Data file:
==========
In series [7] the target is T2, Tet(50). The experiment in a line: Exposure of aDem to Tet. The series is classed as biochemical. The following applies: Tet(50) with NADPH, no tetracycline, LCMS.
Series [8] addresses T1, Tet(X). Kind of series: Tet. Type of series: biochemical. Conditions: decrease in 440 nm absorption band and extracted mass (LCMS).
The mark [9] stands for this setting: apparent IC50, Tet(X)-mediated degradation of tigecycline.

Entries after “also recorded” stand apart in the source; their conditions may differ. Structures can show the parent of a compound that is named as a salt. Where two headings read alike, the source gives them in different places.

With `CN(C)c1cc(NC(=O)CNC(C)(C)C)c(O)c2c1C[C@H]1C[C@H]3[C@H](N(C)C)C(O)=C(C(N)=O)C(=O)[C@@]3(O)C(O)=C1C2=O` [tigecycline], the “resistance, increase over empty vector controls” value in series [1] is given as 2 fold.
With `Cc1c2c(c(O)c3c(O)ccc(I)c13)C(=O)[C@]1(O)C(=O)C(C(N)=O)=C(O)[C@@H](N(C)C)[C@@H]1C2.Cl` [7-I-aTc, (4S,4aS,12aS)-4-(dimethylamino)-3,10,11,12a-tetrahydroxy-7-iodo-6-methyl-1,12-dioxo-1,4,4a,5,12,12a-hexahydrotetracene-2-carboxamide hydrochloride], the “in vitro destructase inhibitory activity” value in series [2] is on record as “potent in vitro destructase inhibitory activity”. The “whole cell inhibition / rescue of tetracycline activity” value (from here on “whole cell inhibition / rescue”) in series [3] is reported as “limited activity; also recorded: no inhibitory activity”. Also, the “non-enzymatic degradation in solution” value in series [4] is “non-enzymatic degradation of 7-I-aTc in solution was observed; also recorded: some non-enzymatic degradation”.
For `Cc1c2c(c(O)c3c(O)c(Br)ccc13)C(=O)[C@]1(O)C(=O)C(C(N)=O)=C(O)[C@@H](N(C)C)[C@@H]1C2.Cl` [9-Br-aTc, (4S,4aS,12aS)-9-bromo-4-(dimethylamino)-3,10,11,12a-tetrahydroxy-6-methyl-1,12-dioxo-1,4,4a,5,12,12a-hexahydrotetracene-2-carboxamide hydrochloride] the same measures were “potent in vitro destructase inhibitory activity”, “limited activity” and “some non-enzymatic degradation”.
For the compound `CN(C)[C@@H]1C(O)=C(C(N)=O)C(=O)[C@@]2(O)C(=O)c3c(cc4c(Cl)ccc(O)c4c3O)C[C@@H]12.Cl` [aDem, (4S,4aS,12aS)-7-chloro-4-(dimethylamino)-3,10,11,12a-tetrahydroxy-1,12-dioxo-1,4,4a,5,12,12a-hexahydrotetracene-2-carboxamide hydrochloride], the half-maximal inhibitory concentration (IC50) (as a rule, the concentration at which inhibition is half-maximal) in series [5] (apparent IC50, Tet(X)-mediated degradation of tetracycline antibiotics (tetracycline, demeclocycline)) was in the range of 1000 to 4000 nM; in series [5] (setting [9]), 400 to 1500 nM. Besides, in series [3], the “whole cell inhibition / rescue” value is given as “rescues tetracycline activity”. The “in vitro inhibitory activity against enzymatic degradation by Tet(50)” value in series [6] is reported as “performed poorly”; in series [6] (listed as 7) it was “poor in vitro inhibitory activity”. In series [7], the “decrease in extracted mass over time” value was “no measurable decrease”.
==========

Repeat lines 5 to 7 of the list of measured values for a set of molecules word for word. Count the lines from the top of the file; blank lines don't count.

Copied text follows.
With `CN(C)c1cc(NC(=O)CNC(C)(C)C)c(O)c2c1C[C@H]1C[C@H]3[C@H](N(C)C)C(O)=C(C(N)=O)C(=O)[C@@]3(O)C(O)=C1C2=O` [tigecycline], the “resistance, increase over empty vector controls” value in series [1] is given as 2 fold.
With `Cc1c2c(c(O)c3c(O)ccc(I)c13)C(=O)[C@]1(O)C(=O)C(C(N)=O)=C(O)[C@@H](N(C)C)[C@@H]1C2.Cl` [7-I-aTc, (4S,4aS,12aS)-4-(dimethylamino)-3,10,11,12a-tetrahydroxy-7-iodo-6-methyl-1,12-dioxo-1,4,4a,5,12,12a-hexahydrotetracene-2-carboxamide hydrochloride], the “in vitro destructase inhibitory activity” value in series [2] is on record as “potent in vitro destructase inhibitory activity”. The “whole cell inhibition / rescue of tetracycline activity” value (from here on “whole cell inhibition / rescue”) in series [3] is reported as “limited activity; also recorded: no inhibitory activity”. Also, the “non-enzymatic degradation in solution” value in series [4] is “non-enzymatic degradation of 7-I-aTc in solution was observed; also recorded: some non-enzymatic degradation”.
For `Cc1c2c(c(O)c3c(O)c(Br)ccc13)C(=O)[C@]1(O)C(=O)C(C(N)=O)=C(O)[C@@H](N(C)C)[C@@H]1C2.Cl` [9-Br-aTc, (4S,4aS,12aS)-9-bromo-4-(dimethylamino)-3,10,11,12a-tetrahydroxy-6-methyl-1,12-dioxo-1,4,4a,5,12,12a-hexahydrotetracene-2-carboxamide hydrochloride] the same measures were “potent in vitro destructase inhibitory activity”, “limited activity” and “some non-enzymatic degradation”.